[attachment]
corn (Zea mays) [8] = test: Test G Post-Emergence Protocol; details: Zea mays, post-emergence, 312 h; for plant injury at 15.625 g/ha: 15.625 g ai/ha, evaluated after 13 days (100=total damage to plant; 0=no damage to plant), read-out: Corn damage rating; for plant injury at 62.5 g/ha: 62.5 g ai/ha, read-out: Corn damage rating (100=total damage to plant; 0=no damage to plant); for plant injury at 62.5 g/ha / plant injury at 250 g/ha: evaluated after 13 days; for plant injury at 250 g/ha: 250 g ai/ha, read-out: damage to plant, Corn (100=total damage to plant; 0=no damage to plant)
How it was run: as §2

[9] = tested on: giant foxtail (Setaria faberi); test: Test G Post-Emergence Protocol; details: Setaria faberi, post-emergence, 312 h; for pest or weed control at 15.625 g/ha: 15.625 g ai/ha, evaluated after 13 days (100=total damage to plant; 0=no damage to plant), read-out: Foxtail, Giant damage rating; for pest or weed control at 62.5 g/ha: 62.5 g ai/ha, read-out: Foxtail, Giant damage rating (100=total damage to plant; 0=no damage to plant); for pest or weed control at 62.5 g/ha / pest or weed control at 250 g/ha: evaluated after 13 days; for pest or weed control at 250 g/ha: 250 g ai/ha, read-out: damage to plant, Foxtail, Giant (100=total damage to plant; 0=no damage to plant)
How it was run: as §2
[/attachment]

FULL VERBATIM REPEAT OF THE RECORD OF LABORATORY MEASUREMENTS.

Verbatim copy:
corn (Zea mays) [8] = test: Test G Post-Emergence Protocol; details: Zea mays, post-emergence, 312 h; for plant injury at 15.625 g/ha: 15.625 g ai/ha, evaluated after 13 days (100=total damage to plant; 0=no damage to plant), read-out: Corn damage rating; for plant injury at 62.5 g/ha: 62.5 g ai/ha, read-out: Corn damage rating (100=total damage to plant; 0=no damage to plant); for plant injury at 62.5 g/ha / plant injury at 250 g/ha: evaluated after 13 days; for plant injury at 250 g/ha: 250 g ai/ha, read-out: damage to plant, Corn (100=total damage to plant; 0=no damage to plant)
How it was run: as §2

[9] = tested on: giant foxtail (Setaria faberi); test: Test G Post-Emergence Protocol; details: Setaria faberi, post-emergence, 312 h; for pest or weed control at 15.625 g/ha: 15.625 g ai/ha, evaluated after 13 days (100=total damage to plant; 0=no damage to plant), read-out: Foxtail, Giant damage rating; for pest or weed control at 62.5 g/ha: 62.5 g ai/ha, read-out: Foxtail, Giant damage rating (100=total damage to plant; 0=no damage to plant); for pest or weed control at 62.5 g/ha / pest or weed control at 250 g/ha: evaluated after 13 days; for pest or weed control at 250 g/ha: 250 g ai/ha, read-out: damage to plant, Foxtail, Giant (100=total damage to plant; 0=no damage to plant)
How it was run: as §2